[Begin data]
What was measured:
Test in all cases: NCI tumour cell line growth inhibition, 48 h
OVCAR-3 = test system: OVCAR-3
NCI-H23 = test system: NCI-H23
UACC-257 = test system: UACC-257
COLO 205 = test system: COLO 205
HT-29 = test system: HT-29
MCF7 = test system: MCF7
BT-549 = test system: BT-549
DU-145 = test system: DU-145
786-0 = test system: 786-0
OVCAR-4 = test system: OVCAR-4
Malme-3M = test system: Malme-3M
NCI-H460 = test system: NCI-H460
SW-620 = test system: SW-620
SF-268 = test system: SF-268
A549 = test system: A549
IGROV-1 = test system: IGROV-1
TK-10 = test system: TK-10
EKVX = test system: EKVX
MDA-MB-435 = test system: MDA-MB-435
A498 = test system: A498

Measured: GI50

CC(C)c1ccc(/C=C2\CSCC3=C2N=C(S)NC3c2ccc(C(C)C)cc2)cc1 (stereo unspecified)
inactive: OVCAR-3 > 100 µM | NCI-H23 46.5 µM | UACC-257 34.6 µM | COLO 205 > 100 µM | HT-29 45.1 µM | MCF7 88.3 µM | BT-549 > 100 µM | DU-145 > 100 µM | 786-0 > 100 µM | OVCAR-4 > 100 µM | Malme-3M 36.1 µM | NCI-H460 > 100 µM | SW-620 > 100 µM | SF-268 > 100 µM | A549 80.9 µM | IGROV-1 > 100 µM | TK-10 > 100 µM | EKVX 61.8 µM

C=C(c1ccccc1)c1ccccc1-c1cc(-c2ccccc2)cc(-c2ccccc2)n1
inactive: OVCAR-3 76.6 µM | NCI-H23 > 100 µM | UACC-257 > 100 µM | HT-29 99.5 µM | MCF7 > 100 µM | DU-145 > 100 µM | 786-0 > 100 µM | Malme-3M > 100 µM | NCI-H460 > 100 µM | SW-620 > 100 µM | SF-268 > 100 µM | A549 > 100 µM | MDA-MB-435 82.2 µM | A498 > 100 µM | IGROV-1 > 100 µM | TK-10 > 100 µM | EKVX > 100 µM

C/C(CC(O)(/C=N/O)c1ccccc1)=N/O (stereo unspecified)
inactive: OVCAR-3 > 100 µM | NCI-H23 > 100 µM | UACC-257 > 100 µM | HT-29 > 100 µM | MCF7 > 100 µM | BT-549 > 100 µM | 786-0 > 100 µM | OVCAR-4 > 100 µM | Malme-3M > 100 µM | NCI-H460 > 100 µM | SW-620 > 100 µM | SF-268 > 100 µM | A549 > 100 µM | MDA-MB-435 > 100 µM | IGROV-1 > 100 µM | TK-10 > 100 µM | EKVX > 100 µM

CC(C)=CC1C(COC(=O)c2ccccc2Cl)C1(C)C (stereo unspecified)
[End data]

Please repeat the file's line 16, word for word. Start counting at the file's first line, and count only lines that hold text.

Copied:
SF-268 = test system: SF-268